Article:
Dungeons & Dragons: How Monsters Of The Multiverse Changes Kobolds
- The Original Kobold
- What's New — Draconic Cry, Kobold Legacy
- What's Gone — Pack Tactics
- What This Means For The Future Of D&D
An impressive Dungeons & Dragons release, Mordenkainen Presents: Monsters of the Multiverse features 33 playable races, more than any other single fifth edition book. While these races had each seen print in some capacity in previous D&D books, 28 of the 33 races have been updated, receiving either a buff or a nerf.
While many of these changes are either beneficial or subtle, no race has received as much of a complete overhaul as the Kobold. Throughout the lifespan of D&D's fifth edition, there hasn't been a fundamental overhaul of a playable option as the Monsters of the Multiverse Kobold update. That's why this guide is going to examine the changes to the Kobold race and what they mean for Dungeons & Dragons.
The Original Kobold
Appearing as a playable race in Volo's Guide to Monsters, Kobolds were a race that offered several powerful abilities at the cost of some blatant drawbacks. Kobolds had access to one of the strongest racial features in the game in the form of Pack Tactics, an ability that allowed them to make their attack roll at an advantage when an ally was within five feet of the target. However, while this ability was stellar, its other key beneficial ability was self-deprecating, literally being called "Grovel, Cower, and Beg,". This ability allowed a Kobold to spend an action to provide their allies with an advantage on attack rolls against creatures within ten feet of the Kobold.
To balance the above-average combo of these abilities, in addition to Sunlight Sensitivity, the Kobold had a drawback in the form of a -2 to its Strength ability score. However, in 2020, alongside the Orc race's negative modifier in intelligence, the Kobold's -2 in Strength was removed from the race. This led to a unique dynamic between the Pack Tactics and Sunlight Sensitivity in which a Kobold player needed to manage various factors to determine if their attacks were being made at an advantage or disadvantage.
What's New — Draconic Cry, Kobold Legacy
With the release of Monsters of the Multiverse, Kobold has been given several new abilities. Firstly, while not a brand-new ability, Grovel, Cower, and Beg has been rebranded as Draconic Cry. While Grovel, Cower, and Beg could be used once per short rest, Draconic Cry can be used a number of times per long rest equal to the Kobold's proficiency bonus. Additionally, though Grovel, Cower, and Beg was an action, Draconic cry can now be activated as a bonus action, making it much less of a commitment to activate.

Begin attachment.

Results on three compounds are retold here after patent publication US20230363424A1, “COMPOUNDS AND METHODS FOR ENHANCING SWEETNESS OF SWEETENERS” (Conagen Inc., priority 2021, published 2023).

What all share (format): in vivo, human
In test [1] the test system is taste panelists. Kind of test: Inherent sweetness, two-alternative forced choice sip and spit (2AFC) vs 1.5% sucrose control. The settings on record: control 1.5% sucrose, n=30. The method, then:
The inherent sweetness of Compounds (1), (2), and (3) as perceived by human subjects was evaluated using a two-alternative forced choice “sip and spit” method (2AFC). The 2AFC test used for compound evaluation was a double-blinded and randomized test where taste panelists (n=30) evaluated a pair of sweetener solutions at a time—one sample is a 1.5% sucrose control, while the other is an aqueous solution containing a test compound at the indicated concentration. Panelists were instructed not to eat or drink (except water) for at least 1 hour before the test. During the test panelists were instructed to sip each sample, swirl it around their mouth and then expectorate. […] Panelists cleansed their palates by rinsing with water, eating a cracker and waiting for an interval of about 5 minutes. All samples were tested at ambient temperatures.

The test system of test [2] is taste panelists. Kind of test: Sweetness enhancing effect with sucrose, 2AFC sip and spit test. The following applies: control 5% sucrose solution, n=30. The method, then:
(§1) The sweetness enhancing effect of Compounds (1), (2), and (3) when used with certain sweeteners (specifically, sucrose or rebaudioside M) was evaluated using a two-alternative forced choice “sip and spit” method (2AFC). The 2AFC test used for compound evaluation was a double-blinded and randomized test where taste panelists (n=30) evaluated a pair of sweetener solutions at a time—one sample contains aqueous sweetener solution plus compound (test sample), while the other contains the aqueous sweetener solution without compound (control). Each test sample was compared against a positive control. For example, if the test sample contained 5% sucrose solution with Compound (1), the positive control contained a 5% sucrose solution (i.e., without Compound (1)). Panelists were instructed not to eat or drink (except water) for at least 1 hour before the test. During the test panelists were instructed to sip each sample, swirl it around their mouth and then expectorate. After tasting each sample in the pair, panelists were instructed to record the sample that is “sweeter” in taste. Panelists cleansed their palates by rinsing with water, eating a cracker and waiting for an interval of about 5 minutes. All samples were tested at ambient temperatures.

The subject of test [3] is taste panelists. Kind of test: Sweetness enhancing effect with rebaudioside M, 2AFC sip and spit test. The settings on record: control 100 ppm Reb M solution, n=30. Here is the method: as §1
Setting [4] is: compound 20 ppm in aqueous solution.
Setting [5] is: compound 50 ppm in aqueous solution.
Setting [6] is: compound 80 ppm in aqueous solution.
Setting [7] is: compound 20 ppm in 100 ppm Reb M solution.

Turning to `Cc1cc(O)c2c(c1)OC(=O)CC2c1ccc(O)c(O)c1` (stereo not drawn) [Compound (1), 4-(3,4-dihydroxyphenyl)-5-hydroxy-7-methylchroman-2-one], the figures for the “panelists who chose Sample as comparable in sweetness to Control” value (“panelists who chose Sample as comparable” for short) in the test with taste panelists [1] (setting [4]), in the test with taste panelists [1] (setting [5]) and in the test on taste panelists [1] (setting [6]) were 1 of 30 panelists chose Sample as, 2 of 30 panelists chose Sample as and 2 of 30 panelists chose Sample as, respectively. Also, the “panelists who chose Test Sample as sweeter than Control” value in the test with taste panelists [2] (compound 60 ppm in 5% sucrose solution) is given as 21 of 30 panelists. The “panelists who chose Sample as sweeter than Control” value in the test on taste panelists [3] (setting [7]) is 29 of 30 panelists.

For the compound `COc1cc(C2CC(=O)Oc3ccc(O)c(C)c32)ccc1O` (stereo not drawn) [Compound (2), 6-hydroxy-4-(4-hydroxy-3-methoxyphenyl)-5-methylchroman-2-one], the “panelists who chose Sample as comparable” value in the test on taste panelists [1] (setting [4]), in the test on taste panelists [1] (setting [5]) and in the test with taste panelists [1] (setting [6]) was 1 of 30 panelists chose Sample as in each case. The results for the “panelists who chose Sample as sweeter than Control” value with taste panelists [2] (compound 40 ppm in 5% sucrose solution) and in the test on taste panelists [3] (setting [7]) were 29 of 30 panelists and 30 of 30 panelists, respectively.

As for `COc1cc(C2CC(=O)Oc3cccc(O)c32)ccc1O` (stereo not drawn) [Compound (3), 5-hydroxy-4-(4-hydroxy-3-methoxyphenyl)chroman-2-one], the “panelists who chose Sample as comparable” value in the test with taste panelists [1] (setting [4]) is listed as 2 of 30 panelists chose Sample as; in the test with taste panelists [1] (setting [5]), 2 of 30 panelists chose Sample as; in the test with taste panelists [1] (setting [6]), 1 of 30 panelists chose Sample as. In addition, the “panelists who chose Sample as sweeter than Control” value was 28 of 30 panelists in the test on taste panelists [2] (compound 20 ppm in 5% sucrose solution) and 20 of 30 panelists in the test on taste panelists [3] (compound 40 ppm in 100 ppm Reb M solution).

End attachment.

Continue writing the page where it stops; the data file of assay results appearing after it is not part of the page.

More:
Furthermore, all Koblods now have access to an entirely new ability called Kobold Legacy. With this ability, a Kobold can choose one of three traits: Craftiness, Defiance, or Draconic Sorcery. While Craftiness provides a Proficiency and Defiance provides an advantage on save against the frightened condition, Draconic Sorcery provides access to a cantrip from the Sorcerer spell list.
What's Gone — Pack Tactics
Although this updated version of Kobold maintains the removal of the race's -2 to Strength, it has lost several abilities. While Kobolds no longer have the drawback of Sunlight Sensitivity, in a very controversial move, they have also lost what was once their defining ability: Pack Tactics. As one of the main abilities of Kobold, the removal of Pack Tactics fundamentally alters the way that a character of this kind functions in combat: Kobolds can't manage an advantage and disadvantage.
What This Means For The Future Of D&D
It's safe to say that you might agree with the re-evaluation of how Kobolds are being portrayed in D&D, with the race no longer being depicted as cowardly and self-deprecating. This change in representation feels like it is in much better taste than what had been presented before. It opens up more possibilities for the types of Kobold characters that you can build and role-play, without being pigeonholed into playing the type of character that would use an ability called Grovel, Cower, and Beg. This type of re-flavoring of abilities is exactly what Kobolds needed.
However, there is definitely something to be said about the manner that Kobolds have been altered mechanically. While the replacement of Grovel, Cower, and Beg with a nearly identical ability in the form of Draconic Cry is more than justified, the removal of what was once the race's defining feature in the form of Pack Tactics feels much less so. Though Pack Tactics and Sunlight Sensitivity were done away with and replaced with Kobold Legacy, these abilities offer completely different utility, fundamentally altering the way that a Kobold character functions within combat.
As this new version of Kobold is now the standard for what Kobold players will be expected to use in the likes of Adventure League, it feels questionable that a playable race has effectively been replaced with something with completely different utility without providing a playable proxy for what was lost. It's likely that many more race balances will be on the way in upcoming releases, so this sets a precedent that significantly altering the way that a race works in combat is not off the table.
Luckily, as the final word within a D&D campaign is that of a DM, if a player is not satisfied with the way the mechanics for a race such as Kobold has been altered, they can simply ask their DM to use the previously printed rules for that race.
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